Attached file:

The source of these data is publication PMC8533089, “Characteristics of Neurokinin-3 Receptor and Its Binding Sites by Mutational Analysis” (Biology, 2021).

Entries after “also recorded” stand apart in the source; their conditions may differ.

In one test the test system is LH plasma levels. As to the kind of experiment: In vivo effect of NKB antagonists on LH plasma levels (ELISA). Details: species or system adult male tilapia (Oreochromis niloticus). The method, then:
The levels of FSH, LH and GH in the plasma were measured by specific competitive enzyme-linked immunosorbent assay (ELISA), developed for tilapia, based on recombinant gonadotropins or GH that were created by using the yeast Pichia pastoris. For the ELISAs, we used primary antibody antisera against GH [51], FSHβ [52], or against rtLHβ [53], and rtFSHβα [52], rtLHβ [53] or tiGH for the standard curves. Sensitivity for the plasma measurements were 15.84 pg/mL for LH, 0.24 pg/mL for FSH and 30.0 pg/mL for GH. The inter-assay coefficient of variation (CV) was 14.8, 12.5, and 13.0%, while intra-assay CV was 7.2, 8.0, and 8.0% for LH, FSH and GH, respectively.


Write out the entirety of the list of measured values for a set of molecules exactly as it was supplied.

The source of these data is publication PMC8533089, “Characteristics of Neurokinin-3 Receptor and Its Binding Sites by Mutational Analysis” (Biology, 2021).

Entries after “also recorded” stand apart in the source; their conditions may differ.

In one test the test system is LH plasma levels. As to the kind of experiment: In vivo effect of NKB antagonists on LH plasma levels (ELISA). Details: species or system adult male tilapia (Oreochromis niloticus). The method, then:
The levels of FSH, LH and GH in the plasma were measured by specific competitive enzyme-linked immunosorbent assay (ELISA), developed for tilapia, based on recombinant gonadotropins or GH that were created by using the yeast Pichia pastoris. For the ELISAs, we used primary antibody antisera against GH [51], FSHβ [52], or against rtLHβ [53], and rtFSHβα [52], rtLHβ [53] or tiGH for the standard curves. Sensitivity for the plasma measurements were 15.84 pg/mL for LH, 0.24 pg/mL for FSH and 30.0 pg/mL for GH. The inter-assay coefficient of variation (CV) was 14.8, 12.5, and 13.0%, while intra-assay CV was 7.2, 8.0, and 8.0% for LH, FSH and GH, respectively.